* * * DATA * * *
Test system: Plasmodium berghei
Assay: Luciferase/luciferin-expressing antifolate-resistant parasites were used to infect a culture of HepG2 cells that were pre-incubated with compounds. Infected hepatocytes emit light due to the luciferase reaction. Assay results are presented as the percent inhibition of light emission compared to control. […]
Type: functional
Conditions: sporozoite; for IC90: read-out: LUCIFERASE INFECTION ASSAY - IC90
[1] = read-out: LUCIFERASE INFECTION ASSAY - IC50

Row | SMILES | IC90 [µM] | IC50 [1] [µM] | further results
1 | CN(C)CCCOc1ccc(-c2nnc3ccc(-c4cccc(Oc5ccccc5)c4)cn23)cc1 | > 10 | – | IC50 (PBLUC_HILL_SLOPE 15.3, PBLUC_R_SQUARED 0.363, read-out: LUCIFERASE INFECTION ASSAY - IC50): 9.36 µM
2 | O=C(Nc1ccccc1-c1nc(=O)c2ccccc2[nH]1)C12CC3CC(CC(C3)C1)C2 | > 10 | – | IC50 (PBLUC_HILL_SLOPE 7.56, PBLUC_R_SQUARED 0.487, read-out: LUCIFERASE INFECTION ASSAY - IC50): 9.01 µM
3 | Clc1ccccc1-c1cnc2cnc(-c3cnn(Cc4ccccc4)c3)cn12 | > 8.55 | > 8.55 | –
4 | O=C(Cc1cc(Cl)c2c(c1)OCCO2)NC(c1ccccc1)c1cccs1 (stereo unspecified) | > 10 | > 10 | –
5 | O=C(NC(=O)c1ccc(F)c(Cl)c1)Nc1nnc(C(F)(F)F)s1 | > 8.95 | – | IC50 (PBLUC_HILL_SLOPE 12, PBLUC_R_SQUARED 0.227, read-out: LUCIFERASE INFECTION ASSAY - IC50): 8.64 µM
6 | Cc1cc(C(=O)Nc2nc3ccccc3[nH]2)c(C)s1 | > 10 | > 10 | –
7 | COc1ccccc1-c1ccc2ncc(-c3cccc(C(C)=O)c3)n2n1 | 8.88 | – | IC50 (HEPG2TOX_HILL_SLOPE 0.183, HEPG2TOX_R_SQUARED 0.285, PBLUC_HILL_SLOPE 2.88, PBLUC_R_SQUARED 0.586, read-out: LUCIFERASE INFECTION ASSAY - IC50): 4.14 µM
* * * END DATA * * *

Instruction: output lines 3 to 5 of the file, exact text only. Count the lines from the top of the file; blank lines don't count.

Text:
Type: functional
Conditions: sporozoite; for IC90: read-out: LUCIFERASE INFECTION ASSAY - IC90
[1] = read-out: LUCIFERASE INFECTION ASSAY - IC50